Empty Handed

Graham Green’s classic The Power and the Glory (1940) is set in Mexico in the late 1930’s. The country has turned against the Church.  Priests, nuns and the faithful are executed.  Public prayer is forbidden.  Church bells are silent.  One lone priest – the “Whiskey Priest” – escapes and is on the run.  He is being pursued by a methodical – and merciless – police lieutenant who is tasked with his capture. 

The Whiskey Priest – an alcoholic who has sinned in varied ways – tries to remain faithful as he travels around – incognito – ministering to his flock sub rosa.   But he is doggedly pursued by the lieutenant and narrowly escapes capture. 

The book tracks the ills of a society which attacks and tries to destroy the Church.  And faith.  In the end, the Whiskey Priest is captured.  And condemned.  He regrets not his imminent death but rather his failings.  Green concludes with: 

He felt only an immense disappointment because he had to go to God empty-handed, with nothing done at all . . . He felt like someone who has missed happiness by seconds at an appointment place. He knew now that at the end there was only one thing that counted—to be a saint.

There are several lessons in this work.  One is the war on religion (which we deal with in our own country).  Another is the universal question of why am I here?  And for most the nagging question of am I going to God empty-handed.  I’m aware that most of those who read these posts are active – in volunteering, contributing, helping, doing good deeds and working to improve the human condition.  But are we doing enough?  Think about it.  Could we do more to make the world a better place?  If every person – spurred by that simple query – did one extra act of kindness, charity or contribution each day, imagine how much better the world might be.  Think about the novel notion of civil discourse with those we disagree with . . . . .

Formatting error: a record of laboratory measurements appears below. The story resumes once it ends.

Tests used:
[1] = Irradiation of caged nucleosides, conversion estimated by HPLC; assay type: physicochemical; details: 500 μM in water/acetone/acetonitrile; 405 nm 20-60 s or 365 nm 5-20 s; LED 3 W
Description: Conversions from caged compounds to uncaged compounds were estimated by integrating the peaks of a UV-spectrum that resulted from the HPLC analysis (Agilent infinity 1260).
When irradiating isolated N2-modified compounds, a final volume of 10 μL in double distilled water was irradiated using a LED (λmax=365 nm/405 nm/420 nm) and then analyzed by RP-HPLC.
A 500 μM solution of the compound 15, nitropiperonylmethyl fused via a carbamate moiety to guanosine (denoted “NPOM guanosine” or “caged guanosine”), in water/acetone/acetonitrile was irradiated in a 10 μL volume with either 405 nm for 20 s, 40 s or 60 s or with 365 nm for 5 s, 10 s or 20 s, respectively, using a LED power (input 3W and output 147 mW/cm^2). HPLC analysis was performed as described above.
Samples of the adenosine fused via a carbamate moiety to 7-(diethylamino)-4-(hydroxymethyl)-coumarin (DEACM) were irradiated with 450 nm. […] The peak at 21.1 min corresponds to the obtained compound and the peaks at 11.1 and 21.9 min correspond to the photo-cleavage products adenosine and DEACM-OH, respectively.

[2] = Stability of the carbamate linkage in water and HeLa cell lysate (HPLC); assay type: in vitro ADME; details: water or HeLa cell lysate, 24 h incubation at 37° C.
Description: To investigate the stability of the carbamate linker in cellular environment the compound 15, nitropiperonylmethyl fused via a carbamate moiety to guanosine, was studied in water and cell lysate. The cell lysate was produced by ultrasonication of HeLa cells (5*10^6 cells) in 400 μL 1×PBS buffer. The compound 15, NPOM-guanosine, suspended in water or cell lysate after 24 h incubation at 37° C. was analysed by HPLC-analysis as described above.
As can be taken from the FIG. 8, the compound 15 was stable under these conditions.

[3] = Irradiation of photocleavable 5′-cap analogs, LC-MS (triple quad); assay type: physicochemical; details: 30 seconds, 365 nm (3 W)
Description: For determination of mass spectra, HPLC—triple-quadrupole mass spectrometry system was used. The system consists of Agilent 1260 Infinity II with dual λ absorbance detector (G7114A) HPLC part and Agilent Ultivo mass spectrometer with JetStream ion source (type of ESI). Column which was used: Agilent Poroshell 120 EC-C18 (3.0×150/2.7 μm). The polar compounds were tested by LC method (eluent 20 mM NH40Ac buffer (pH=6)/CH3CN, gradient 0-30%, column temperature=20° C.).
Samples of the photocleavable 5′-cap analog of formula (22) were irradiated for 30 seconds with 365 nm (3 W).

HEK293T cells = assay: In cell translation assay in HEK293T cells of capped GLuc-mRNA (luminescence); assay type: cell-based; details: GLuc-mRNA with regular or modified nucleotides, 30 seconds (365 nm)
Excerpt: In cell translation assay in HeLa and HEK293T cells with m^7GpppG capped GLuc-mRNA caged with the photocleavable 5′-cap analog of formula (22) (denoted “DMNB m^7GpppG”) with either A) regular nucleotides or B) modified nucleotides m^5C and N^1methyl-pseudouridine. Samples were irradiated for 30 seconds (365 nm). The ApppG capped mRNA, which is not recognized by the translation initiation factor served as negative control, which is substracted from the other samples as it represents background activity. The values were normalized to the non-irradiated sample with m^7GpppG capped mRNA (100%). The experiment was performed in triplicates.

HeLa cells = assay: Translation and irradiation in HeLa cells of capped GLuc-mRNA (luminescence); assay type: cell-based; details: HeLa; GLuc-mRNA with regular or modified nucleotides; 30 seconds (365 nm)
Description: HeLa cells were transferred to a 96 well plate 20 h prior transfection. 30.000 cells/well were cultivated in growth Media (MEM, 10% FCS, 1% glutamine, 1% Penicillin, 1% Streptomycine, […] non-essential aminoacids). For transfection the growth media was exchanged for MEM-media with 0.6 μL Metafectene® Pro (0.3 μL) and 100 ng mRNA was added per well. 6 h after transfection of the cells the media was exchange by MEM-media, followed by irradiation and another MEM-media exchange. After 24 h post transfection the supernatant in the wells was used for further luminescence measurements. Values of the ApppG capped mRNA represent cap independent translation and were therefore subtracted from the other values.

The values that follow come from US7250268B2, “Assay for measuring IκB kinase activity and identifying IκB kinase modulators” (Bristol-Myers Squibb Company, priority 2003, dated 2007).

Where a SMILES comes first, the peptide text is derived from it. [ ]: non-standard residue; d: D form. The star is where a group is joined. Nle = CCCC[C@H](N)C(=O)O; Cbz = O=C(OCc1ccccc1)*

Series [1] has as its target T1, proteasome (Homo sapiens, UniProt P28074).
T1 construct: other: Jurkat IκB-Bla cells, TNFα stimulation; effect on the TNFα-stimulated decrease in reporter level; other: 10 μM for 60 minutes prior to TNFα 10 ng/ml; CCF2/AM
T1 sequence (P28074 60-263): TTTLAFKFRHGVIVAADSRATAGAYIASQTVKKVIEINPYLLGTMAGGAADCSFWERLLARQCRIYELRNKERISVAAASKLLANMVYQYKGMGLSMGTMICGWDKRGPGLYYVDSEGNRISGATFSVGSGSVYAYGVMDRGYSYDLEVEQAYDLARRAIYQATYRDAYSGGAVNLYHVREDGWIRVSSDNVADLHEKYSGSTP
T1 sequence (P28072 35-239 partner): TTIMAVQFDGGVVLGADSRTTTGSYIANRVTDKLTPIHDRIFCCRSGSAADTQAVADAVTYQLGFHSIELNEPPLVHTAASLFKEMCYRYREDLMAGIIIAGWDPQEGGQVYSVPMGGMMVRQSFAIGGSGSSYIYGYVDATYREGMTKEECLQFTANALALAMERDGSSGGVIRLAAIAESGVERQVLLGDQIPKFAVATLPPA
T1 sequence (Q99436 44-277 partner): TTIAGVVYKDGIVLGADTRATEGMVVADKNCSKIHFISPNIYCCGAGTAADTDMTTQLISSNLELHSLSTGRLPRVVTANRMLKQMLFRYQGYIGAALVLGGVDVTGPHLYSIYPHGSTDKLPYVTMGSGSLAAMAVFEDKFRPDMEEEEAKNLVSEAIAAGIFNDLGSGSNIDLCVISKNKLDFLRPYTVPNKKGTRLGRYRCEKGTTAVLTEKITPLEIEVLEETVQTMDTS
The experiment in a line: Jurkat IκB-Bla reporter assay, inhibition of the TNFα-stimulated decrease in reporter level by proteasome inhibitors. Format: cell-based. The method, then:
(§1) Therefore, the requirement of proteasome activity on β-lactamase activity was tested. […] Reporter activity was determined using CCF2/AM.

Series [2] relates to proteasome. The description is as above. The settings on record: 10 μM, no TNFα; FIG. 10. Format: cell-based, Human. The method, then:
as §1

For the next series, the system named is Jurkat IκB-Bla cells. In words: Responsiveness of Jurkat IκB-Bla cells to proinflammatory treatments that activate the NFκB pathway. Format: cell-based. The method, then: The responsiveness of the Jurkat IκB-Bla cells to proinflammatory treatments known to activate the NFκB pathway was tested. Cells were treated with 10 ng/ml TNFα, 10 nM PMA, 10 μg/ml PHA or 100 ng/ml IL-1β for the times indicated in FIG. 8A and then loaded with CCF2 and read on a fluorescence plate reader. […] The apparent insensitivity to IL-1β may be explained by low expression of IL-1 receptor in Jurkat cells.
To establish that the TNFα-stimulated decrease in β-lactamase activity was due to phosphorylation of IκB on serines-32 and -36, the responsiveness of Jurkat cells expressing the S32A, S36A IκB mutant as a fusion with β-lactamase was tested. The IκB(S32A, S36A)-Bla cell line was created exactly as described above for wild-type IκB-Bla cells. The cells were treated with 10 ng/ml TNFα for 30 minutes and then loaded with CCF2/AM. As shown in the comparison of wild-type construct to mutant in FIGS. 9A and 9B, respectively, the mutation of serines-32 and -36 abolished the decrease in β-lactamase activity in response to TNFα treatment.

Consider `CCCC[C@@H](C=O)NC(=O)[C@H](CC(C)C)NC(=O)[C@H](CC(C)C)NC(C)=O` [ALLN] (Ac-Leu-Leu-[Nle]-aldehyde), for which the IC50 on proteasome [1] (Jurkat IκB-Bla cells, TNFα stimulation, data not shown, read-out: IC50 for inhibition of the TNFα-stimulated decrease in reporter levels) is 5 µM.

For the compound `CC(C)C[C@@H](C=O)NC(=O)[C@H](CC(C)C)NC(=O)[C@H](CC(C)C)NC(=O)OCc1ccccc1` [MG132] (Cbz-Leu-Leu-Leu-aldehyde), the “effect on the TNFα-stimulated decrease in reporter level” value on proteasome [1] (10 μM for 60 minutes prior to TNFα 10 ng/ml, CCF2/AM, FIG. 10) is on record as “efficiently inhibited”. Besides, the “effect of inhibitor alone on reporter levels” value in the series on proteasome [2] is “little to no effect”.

Empty Handed

Graham Green’s wonderful classic The Power and the Glory is set in Mexico in the late 1930’s. Mexico has turned against the Church.  Priests, nuns and the faithful are executed.  Public prayer is forbidden.  Church bells are silent.  One lone priest – the “Whiskey Priest” – escapes and is on the run.  He is being pursued by a methodical – and merciless – police lieutenant who is tasked with his capture.  The Whiskey Priest – an alcoholic who has sinned in varied ways – tries to remain faithful – as he travels around – incognito – ministering to his flock sub rosa.   But he is doggedly pursued by the lieutenant and narrowly escapes capture.  The book tracks the ills of a society which attacks and tries to destroy the Church.  And faith.  Do we see this today?   

In the end, the Whiskey Priest is captured.  And condemned.  He regrets not his imminent death but rather his failings.  His sins.  Green concludes with: 

He felt only an immense disappointment because he had to go to God empty-handed, with nothing done at all . . . He felt like someone who has missed happiness by seconds at an appointment place. He knew now that at the end there was only one thing that counted—to be a saint.

There are abundant lessons in this work.  But for me, the book seems to distill into one phrase:  “to go to God empty-handed.”  I know that most of those who read these posts volunteer, contribute, help, do good deeds and empathize with the human condition.  But I sometimes wonder – am I doing enough?  Could I do more to make things better?  If every person – spurred by that simple query – did one extra act of kindness, charity or contribution daily, just think about how much better the world might be.